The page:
Standing as stone skeletons on cliffs or hilltops, we know castles are really only a shadow of their former selves. On a day to day basis, castles fulfilled purposes beyond the defence of the realm and were also administrative centres where a myriad of activities would have taken place but the evidence of which have been erased by time. We know, for example, many castles would have possessed gardens. Medieval gardens might have produced foods like a kitchen garden, but also would have also been the source of herbs that were used in medieval medicine. Garden spaces were pointed out to us at least two of our Battle Castle sites. Medieval gardens did embrace key ideas about form and function.
At Conwy Castle the east side of the castle was dominated by a second barbican which provided access from the sea gate, meant to resupply the castle in case of siege. This was the site of a garden overlooked by the royal apartments. Sometimes a flower garden, its function changed over the years and at one time even contained fruit trees.
My theory is that a good garden space is anywhere you find people absorbing sunshine.
Benjamin Michaudel, our castle architecture expert challenged us to imagine that this space in front of the Knights Hall at Crac des Chevaliers would have likely housed a garden. With a healthy dose of imagination, the stone walls give way to rich textures of green. Given that the knights who built the castle were of the Hospitaller Order and they provided medical services to pilgrims in the Holy Land, we can be sure that medicinal herbs would have to have been grown on site.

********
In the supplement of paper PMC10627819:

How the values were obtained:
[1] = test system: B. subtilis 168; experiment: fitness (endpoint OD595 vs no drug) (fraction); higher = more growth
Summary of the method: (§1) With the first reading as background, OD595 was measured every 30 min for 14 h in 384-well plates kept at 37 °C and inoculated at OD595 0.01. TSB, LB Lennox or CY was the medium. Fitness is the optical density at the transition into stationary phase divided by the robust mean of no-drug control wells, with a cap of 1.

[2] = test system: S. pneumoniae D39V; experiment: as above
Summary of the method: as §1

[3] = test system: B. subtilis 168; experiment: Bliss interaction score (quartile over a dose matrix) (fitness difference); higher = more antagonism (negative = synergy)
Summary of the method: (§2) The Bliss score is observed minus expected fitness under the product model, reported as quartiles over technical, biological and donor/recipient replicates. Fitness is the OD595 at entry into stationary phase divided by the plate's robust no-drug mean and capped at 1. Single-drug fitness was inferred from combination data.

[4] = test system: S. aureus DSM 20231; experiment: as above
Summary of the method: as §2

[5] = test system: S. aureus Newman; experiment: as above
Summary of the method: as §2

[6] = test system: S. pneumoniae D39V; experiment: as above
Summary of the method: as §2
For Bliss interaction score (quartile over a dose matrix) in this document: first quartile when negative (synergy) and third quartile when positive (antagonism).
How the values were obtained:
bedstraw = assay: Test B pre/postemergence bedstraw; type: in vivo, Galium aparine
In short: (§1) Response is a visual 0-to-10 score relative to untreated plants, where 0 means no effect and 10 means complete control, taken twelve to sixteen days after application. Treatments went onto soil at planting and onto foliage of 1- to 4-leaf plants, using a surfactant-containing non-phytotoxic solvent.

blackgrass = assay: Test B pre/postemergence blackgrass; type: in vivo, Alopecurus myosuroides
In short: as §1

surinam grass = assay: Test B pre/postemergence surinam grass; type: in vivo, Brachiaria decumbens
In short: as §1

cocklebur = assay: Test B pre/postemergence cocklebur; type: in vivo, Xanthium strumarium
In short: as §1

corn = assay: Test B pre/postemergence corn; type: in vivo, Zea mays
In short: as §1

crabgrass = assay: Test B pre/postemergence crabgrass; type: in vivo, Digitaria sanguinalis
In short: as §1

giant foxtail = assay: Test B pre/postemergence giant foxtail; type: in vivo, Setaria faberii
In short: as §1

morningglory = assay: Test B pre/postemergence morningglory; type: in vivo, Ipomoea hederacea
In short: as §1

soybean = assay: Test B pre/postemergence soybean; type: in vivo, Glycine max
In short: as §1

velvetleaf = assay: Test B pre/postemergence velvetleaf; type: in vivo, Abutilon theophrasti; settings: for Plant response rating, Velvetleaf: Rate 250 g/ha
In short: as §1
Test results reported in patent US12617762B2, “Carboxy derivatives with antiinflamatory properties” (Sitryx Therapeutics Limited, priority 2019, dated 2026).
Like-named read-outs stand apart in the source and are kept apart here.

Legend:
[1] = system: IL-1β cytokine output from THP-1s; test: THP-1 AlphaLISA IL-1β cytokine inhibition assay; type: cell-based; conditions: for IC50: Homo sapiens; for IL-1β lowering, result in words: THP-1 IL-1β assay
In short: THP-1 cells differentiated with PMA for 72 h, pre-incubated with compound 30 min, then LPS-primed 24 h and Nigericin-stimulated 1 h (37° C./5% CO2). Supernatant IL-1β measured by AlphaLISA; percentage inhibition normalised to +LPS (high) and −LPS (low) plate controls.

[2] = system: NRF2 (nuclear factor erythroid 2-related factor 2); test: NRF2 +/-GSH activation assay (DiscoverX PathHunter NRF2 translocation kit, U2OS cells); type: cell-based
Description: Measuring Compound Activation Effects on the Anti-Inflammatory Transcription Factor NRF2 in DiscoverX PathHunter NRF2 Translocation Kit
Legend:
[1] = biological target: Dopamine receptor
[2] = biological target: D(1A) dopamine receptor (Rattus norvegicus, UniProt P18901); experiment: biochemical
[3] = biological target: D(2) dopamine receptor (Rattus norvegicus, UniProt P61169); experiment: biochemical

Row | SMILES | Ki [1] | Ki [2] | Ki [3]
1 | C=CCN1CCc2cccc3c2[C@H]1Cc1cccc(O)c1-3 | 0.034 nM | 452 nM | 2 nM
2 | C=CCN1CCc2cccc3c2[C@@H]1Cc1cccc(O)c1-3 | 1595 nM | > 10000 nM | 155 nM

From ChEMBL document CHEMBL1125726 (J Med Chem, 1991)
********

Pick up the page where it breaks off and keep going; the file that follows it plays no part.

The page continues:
The National Trust in the United Kingdom gives a great summary of the characteristics of a garden through the medieval period until the 1500s.
- Gardens enclosed with wattle fences or quickthorn hedges
- Trellis walkways and arbours providing shade and privacy
- Raised beds to prevent plants becoming waterlogged
- Grass treated as a flowery mead planted with low growing wild flowers
- Turf seats usually built against a wall with flowers planted in the grass
- Physic gardens with regimented beds of medicinal herbs
- Orchards providing apples for the kitchen and for making cider
- Fish ponds and stew ponds (where fish were purged of muddy water before cooking) to ensure a regular supply of protein during the many fast days of the Christian calendar
- Dovecotes to provide pigeons for the kitchen, feathers for cushions and dung for fertilizing the garden
- Pleasances, or ornamental parks for recreation, relaxation and sport
It’s a wonder to see how many of these features are still for us today. We are still trying to keep the wildlife out of our green spaces with fences to deny access to deer and rabbits. And I recently built a arbour in my own yards upon which I am trying to grow grapes with the hopes of creating summer shade one day from their leaves. We’ve also seen a huge resurgence of raised beds, not to improve water flow but also make it easier to weed. Garden design is timeless with the best designs embodying both form and function.
Be sure to visit the Garden Page of this castle and manor houses website. They include images from medieval illuminations as well as castle gardens you can visit. Do you have any castle garden pictures to share? Post them to our Facebook page or Twitter feed!
The production team which created Battle Castle, is proud to announce today the release of a garden design App for iPads called Garden Sketch. Like all the great designers and builders we’ve talked about over the years, we know it is hard to work without a plan. We hope that you will check out the home page for Garden Sketch. We offering on the App for free in the App Store until October 31, 2014.
If you wish to incorporate some medieval features in your garden, the website Wyrtig, provides some helpful tips.